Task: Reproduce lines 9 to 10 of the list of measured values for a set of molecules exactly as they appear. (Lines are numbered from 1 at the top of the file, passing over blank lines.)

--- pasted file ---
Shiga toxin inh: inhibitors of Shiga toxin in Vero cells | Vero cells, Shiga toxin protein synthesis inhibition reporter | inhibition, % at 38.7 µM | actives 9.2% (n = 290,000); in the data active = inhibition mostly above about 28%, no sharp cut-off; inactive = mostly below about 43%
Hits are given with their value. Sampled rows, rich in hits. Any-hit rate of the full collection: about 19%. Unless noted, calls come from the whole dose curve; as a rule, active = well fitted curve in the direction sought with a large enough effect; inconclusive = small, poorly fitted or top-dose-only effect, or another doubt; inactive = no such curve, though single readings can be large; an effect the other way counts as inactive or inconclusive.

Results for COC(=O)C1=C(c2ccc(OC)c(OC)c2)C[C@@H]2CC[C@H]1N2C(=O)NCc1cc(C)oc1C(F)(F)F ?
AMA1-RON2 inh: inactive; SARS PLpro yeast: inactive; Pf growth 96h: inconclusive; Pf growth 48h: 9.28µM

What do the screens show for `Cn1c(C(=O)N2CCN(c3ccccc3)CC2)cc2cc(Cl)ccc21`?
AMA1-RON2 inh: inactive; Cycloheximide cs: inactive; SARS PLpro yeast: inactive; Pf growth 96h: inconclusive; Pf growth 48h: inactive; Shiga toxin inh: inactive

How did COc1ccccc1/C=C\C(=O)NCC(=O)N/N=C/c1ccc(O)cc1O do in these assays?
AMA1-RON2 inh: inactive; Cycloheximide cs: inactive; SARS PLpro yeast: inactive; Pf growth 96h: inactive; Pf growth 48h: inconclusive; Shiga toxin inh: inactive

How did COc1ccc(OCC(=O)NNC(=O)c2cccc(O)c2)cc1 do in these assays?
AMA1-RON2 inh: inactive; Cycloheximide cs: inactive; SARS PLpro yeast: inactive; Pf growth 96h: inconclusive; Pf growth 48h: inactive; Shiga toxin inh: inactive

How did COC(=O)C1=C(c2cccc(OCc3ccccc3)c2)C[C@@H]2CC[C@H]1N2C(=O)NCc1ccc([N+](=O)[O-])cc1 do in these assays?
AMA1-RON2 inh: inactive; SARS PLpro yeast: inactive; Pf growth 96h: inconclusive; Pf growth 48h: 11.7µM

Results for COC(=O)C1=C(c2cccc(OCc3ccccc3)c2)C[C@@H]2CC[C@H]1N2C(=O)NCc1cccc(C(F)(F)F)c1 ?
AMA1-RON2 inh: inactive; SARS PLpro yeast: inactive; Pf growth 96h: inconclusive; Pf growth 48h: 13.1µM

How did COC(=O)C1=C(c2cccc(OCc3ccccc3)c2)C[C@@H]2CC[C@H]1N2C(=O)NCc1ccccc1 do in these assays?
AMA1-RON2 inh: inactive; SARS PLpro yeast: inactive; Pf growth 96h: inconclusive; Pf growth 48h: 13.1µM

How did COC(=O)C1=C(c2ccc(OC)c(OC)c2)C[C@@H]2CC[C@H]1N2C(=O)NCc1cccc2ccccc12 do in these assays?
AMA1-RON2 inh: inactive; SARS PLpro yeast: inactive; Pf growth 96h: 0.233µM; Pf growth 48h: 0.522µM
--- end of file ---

How did COc1ccc(OCC(=O)NNC(=O)c2cccc(O)c2)cc1 do in these assays?
AMA1-RON2 inh: inactive; Cycloheximide cs: inactive; SARS PLpro yeast: inactive; Pf growth 96h: inconclusive; Pf growth 48h: inactive; Shiga toxin inh: inactive